Although some older adults prefer a personal touch in their healthcare, that mindset is becoming outdated. In March 2020, even before the COVID-19 pandemic made health IT ubiquitous, data showed that patient portal use among older adults was soaring.
“Seniors also benefit from a digital front door strategy, too, because in many cases, they’re in place,” Schad pointed out. “They don’t have the capability to drive, they don’t necessarily have a mechanism to get them to the doctor’s office or the hospital. And so having technologies to be able to support them can be a useful thing for them too.”
Provider considerations for the digital front door
It’s not just about what the patient wants, but also what the organization needs. Organizations that are trying to lower hospital readmission rates might invest in digital patient education and virtual post-discharge summaries to help support care management outside of the clinic or hospital.
In this example, digital post-discharge instructions will support care management, lower readmission rates, support better reimbursement, and help the organization pay for the technology and invest in future tools.
And while supporting care management can produce better outcomes and reimbursements, a frictionless patient experience will help promote patient loyalty. Patients who trust that they can lean on their provider organization, who can access the information that they need how and when they need it, are more likely to keep going back to that organization.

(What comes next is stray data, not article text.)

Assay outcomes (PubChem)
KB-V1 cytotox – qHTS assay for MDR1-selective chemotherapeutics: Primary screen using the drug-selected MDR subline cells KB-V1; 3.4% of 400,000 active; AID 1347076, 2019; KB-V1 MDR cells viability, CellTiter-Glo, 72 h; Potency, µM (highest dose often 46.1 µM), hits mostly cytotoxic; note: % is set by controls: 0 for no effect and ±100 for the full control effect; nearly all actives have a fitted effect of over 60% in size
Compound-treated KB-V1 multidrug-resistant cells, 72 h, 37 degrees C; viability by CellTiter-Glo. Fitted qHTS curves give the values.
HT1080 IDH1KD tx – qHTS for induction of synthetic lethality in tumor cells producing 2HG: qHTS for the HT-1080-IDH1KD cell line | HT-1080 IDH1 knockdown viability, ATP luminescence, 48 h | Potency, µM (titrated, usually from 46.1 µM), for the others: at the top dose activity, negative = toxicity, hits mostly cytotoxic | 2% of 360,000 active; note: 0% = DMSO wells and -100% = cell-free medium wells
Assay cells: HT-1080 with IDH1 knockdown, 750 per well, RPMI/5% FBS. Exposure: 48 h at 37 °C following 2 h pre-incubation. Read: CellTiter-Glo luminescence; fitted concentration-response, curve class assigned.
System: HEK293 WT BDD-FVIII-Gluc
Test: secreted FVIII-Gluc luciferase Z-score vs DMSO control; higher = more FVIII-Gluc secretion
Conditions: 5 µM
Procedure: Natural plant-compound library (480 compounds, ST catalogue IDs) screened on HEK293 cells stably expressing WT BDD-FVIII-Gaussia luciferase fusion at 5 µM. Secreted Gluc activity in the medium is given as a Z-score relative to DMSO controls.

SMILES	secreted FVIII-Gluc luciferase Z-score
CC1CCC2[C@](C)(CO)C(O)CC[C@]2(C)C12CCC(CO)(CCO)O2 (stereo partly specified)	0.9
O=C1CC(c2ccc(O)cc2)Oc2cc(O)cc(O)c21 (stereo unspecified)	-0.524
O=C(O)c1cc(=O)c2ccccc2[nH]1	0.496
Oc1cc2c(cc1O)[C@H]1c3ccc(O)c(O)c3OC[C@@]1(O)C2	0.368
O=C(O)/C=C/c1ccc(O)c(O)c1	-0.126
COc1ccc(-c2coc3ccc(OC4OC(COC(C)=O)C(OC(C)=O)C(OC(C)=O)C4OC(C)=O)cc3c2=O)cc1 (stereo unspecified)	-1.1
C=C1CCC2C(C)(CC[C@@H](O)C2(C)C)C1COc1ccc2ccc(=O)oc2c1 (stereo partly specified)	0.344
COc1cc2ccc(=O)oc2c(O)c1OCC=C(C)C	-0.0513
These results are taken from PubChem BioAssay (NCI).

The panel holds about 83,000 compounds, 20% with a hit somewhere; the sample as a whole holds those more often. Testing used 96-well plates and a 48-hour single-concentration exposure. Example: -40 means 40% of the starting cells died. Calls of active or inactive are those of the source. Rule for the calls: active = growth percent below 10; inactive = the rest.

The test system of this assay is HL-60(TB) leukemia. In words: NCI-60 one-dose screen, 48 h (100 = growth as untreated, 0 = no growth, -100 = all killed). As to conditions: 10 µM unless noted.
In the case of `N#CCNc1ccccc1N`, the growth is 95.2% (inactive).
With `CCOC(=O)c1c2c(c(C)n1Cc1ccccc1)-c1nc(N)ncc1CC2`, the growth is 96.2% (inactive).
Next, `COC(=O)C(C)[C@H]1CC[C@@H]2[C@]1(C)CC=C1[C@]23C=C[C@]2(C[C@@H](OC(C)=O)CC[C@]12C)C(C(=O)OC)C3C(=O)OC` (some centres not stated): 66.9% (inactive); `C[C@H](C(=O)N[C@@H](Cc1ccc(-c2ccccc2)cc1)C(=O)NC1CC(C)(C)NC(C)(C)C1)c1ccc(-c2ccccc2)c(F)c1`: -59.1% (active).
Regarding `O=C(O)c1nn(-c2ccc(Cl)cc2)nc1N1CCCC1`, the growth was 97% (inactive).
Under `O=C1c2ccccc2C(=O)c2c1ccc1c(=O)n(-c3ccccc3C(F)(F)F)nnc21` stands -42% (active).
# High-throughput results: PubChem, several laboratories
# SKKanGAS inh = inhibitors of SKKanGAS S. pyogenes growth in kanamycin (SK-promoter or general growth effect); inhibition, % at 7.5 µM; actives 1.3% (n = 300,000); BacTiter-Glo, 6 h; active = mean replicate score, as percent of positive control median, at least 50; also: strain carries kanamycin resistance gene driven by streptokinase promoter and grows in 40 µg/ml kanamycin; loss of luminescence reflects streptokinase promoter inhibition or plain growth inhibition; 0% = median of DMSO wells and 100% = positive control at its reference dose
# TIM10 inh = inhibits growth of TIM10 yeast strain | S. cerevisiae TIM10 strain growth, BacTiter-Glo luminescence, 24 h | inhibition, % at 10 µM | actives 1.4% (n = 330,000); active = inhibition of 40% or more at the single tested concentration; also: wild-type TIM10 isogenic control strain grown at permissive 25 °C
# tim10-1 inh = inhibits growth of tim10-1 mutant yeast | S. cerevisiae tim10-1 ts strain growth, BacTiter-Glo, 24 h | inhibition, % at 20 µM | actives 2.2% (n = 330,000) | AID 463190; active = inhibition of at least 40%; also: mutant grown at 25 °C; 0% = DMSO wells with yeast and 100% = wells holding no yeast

In an industry increasingly defined by high burnout rates—half of primary care physicians under age 55 said they experience burnout—securing a digital process for these patient interactions is essential.
A digital front door strategy that includes automated appointment reminders takes this duty off the plates of care team members. Virtual assistants or digital symptom checkers help keep clinicians focused on in-person patient care. Organizations that offer digital wayfinding and online staff directories can save call center staff from outlining this information and allow them to focus on complex patient needs.
That system—one that serves the patient, the provider, and better outcomes—is within healthcare’s reach. When digital tools catch up with consumer sentiment and demand, healthcare organizations will have a clear opening for the digital front door.
Source: Patient Engagement Hit